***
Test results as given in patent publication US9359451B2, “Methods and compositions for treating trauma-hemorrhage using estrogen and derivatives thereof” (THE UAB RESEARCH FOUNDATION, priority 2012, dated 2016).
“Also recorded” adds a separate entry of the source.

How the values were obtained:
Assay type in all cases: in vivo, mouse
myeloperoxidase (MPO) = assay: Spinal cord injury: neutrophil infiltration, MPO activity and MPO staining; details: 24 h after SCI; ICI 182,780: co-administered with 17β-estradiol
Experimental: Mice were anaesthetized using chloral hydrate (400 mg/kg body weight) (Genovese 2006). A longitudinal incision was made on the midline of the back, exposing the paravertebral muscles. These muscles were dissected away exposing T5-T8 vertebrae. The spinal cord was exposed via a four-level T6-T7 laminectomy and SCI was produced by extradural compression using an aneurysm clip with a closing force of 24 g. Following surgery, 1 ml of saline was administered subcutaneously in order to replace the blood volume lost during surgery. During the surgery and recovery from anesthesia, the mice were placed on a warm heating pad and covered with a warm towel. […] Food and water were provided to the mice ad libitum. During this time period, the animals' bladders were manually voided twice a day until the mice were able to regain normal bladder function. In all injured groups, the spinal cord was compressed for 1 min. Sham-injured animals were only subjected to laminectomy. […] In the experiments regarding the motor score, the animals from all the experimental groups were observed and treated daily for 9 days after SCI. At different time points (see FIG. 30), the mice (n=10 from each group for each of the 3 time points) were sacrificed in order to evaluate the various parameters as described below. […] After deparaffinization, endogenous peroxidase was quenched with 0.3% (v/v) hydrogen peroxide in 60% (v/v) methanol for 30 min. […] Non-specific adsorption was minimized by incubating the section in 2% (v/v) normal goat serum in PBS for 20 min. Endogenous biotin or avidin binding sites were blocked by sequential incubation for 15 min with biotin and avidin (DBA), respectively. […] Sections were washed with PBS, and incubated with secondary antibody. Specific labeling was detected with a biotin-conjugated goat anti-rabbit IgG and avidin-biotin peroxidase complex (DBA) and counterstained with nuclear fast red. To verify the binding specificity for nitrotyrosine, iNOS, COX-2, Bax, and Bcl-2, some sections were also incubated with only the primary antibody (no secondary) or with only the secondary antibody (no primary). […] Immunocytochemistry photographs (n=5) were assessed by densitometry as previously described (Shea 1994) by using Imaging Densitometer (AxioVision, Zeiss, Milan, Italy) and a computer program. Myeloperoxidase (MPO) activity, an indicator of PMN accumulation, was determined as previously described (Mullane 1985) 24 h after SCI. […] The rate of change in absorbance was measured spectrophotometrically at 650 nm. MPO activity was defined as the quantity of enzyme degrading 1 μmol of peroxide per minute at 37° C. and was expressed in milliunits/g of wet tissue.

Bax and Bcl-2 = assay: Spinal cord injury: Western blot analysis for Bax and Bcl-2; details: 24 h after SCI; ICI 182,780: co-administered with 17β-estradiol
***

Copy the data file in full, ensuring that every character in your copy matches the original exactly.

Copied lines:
Test results as given in patent publication US9359451B2, “Methods and compositions for treating trauma-hemorrhage using estrogen and derivatives thereof” (THE UAB RESEARCH FOUNDATION, priority 2012, dated 2016).
“Also recorded” adds a separate entry of the source.

How the values were obtained:
Assay type in all cases: in vivo, mouse
myeloperoxidase (MPO) = assay: Spinal cord injury: neutrophil infiltration, MPO activity and MPO staining; details: 24 h after SCI; ICI 182,780: co-administered with 17β-estradiol
Experimental: Mice were anaesthetized using chloral hydrate (400 mg/kg body weight) (Genovese 2006). A longitudinal incision was made on the midline of the back, exposing the paravertebral muscles. These muscles were dissected away exposing T5-T8 vertebrae. The spinal cord was exposed via a four-level T6-T7 laminectomy and SCI was produced by extradural compression using an aneurysm clip with a closing force of 24 g. Following surgery, 1 ml of saline was administered subcutaneously in order to replace the blood volume lost during surgery. During the surgery and recovery from anesthesia, the mice were placed on a warm heating pad and covered with a warm towel. […] Food and water were provided to the mice ad libitum. During this time period, the animals' bladders were manually voided twice a day until the mice were able to regain normal bladder function. In all injured groups, the spinal cord was compressed for 1 min. Sham-injured animals were only subjected to laminectomy. […] In the experiments regarding the motor score, the animals from all the experimental groups were observed and treated daily for 9 days after SCI. At different time points (see FIG. 30), the mice (n=10 from each group for each of the 3 time points) were sacrificed in order to evaluate the various parameters as described below. […] After deparaffinization, endogenous peroxidase was quenched with 0.3% (v/v) hydrogen peroxide in 60% (v/v) methanol for 30 min. […] Non-specific adsorption was minimized by incubating the section in 2% (v/v) normal goat serum in PBS for 20 min. Endogenous biotin or avidin binding sites were blocked by sequential incubation for 15 min with biotin and avidin (DBA), respectively. […] Sections were washed with PBS, and incubated with secondary antibody. Specific labeling was detected with a biotin-conjugated goat anti-rabbit IgG and avidin-biotin peroxidase complex (DBA) and counterstained with nuclear fast red. To verify the binding specificity for nitrotyrosine, iNOS, COX-2, Bax, and Bcl-2, some sections were also incubated with only the primary antibody (no secondary) or with only the secondary antibody (no primary). […] Immunocytochemistry photographs (n=5) were assessed by densitometry as previously described (Shea 1994) by using Imaging Densitometer (AxioVision, Zeiss, Milan, Italy) and a computer program. Myeloperoxidase (MPO) activity, an indicator of PMN accumulation, was determined as previously described (Mullane 1985) 24 h after SCI. […] The rate of change in absorbance was measured spectrophotometrically at 650 nm. MPO activity was defined as the quantity of enzyme degrading 1 μmol of peroxide per minute at 37° C. and was expressed in milliunits/g of wet tissue.

Bax and Bcl-2 = assay: Spinal cord injury: Western blot analysis for Bax and Bcl-2; details: 24 h after SCI; ICI 182,780: co-administered with 17β-estradiol